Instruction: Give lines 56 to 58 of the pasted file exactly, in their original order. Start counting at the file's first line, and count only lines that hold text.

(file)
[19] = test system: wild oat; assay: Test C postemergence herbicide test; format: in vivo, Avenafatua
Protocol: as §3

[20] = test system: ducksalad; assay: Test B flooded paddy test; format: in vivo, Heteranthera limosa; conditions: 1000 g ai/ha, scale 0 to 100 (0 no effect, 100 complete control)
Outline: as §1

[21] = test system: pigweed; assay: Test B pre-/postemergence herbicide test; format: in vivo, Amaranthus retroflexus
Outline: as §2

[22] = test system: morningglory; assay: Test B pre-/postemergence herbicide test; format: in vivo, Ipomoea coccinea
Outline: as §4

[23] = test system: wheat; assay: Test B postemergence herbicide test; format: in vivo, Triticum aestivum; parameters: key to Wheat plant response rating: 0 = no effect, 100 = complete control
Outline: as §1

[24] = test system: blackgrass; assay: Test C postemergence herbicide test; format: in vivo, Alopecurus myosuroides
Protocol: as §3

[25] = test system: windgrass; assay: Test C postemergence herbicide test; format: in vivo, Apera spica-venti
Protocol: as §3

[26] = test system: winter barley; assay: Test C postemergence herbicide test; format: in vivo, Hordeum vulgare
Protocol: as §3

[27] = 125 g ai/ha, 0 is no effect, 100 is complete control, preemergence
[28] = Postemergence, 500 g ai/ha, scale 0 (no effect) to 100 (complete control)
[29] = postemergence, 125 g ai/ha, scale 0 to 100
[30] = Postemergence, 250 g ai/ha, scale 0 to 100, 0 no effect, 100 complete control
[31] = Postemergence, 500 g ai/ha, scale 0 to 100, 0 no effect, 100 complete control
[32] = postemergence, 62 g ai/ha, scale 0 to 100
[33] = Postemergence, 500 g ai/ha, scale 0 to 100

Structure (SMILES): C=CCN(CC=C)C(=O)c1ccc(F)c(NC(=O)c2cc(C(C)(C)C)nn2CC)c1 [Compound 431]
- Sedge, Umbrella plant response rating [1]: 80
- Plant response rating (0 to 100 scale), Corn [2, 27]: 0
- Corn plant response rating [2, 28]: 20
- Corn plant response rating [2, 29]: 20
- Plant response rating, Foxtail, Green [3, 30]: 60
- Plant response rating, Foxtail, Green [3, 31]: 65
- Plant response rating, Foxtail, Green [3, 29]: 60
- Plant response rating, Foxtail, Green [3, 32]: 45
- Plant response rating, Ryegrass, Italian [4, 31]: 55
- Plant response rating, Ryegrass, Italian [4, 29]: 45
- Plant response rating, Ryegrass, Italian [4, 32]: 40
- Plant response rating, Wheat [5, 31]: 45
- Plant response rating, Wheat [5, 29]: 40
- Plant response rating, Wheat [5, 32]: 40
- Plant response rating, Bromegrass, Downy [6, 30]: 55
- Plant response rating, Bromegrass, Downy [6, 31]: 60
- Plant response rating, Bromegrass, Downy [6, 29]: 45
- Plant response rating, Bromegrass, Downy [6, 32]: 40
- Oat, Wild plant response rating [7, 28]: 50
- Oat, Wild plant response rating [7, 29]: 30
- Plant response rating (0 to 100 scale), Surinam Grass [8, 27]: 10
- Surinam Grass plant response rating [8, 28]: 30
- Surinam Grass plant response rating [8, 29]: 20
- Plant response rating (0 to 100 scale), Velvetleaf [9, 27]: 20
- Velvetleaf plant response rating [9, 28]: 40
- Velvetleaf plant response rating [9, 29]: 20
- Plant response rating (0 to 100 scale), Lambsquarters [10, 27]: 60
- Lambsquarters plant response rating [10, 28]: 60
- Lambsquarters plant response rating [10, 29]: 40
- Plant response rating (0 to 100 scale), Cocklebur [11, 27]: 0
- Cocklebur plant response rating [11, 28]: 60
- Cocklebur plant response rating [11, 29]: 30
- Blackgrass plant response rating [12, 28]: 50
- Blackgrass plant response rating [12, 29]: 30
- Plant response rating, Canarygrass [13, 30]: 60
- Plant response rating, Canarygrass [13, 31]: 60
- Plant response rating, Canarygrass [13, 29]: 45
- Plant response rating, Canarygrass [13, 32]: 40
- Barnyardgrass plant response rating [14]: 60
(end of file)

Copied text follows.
- Cocklebur plant response rating [11, 29]: 30
- Blackgrass plant response rating [12, 28]: 50
- Blackgrass plant response rating [12, 29]: 30